Does the Bible teach that babies go to hell when they die? In order to answer this question, we must find a biblical example in which an infant died, and in which his or her eternal destination is recorded. To do such is not difficult. In 2 Samuel 12, King David’s newborn son fell terminally ill. After seven days, the child died. In verses 22 and 23, the Bible records that David said: “While the child was alive, I fasted and wept; for I said, ‘Who can tell whether the Lord will be gracious to me, that the child may live?’ But now he is dead; why should I fast? Can I bring him back again? I shall go to him, but he shall not return to me.” It is clear that David’s dead infant son would never return to this Earth, but David also said that one day, he would go to be with his son. Through inspiration, David documented that his own eternal destination was going to be “in the house of the Lord” (Psalm 23:6). Therefore, we can conclude that “the house of the Lord” would be the eternal destination of his infant son to whom David would one day go. King David was looking forward to the day when he would be able to meet his son in heaven. Absolutely nothing in this context gives any hint that the dead infant son’s soul would go to hell.
Furthermore, Jesus said in Matthew 18:3-5:
Assuredly, I say to you, unless you are converted and become as little children, you will by no means enter the kingdom of heaven. Therefore whoever humbles himself as this little child is the greatest in the kingdom of heaven. Whoever receives one little child like this in My name receives Me.And in Luke 18:16-17, Jesus remarked: “Let the little children come to Me, and do not forbid them; for of such is the kingdom of God. Assuredly, I say to you, whoever does not receive the kingdom of God as a little child will by no means enter it.”
Therefore, we have been given a specific example in the Old Testament of an infant who died and would live forever in heaven. And Jesus Christ Himself, in the New Testament, stated that little children retain the qualities that make a person eligible to inherit the kingdom of God. We see, then, that infants and small children that die are in a safe state, and will live eternally in heaven.
With such clear statements from the Bible about the eternal destiny of dead infants and small children, why have religious people mistakenly taught that babies go to hell when they die? Due to the influential nature of John Calvin and his teachings, many people have taught that sin is “passed” from one generation to the next. It is believed by many religious people that children “inherit” the sins of their parents. Yet, the Bible pointedly and explicitly teaches that such is not the case. In Ezekiel 18:20, the Bible says: “The soul who sins shall die. The son shall not bear the guilt of the father, nor the father bear the guilt of the son.” Also, in Exodus 32, Moses pleaded with God to forgive the sins of the Israelites when he said: “Yet now, if You will forgive their sin—but if not, I pray, blot me out of Your book which You have written. And the Lord said to Moses, ‘Whoever has sinned against Me, I will blot him out of My book’ ” (Exodus 32:32-33). The Bible is plain in its teaching that babies do not inherit the sins of their parents. [One commonly misapplied scripture used to teach that infants inherit sin is Psalm 51:5-6, which has been dealt with in detail by Wayne Jackson (2000).]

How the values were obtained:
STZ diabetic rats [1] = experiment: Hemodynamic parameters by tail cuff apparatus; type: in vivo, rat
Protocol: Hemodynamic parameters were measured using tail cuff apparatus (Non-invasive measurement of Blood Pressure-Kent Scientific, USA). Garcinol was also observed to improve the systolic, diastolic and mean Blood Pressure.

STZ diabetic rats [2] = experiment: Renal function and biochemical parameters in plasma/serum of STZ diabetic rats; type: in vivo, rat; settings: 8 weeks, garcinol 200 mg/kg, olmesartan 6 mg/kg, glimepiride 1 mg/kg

The Bible nowhere teaches that babies go to hell if they die in infancy. Neither does it teach that babies inherit the sins of their parents. Although many skeptics have tried to portray God as an evil tyrant Who condemns innocent children to eternal destruction, their arguments are without merit or any semblance of biblical credence. In the words of Jesus Christ, “Let the little children come to me.”
REFERENCESDefenbaugh, Ronald (2003), “Why I Couldn’t Deconvert,” [On-line], URL: http://www.secweb.org/asset.asp?AssetID=263. Jackson, Wayne (2000), “ ‘Original Sin’ and a Misapplied Passage,” [On-line], URL: http://www.christiancourier.com/archives/originalSin.htm
Comical Contentions on the Ear by Evolutionists
|by||Dave Miller, Ph.D.|
Humans are proficient masters of self-deception. Many tend to believe what they want to believe, and see what they want to see. Especially when it comes to our own actions, we generally believe and defend those ideas that enable us to behave the way we choose. “I desire to engage in same-sex relations—so homosexuality is genetic;” “I don’t want a child—so a ‘fetus’ is not a human and abortion is okay;” “I want another woman—so God will accept my divorce.”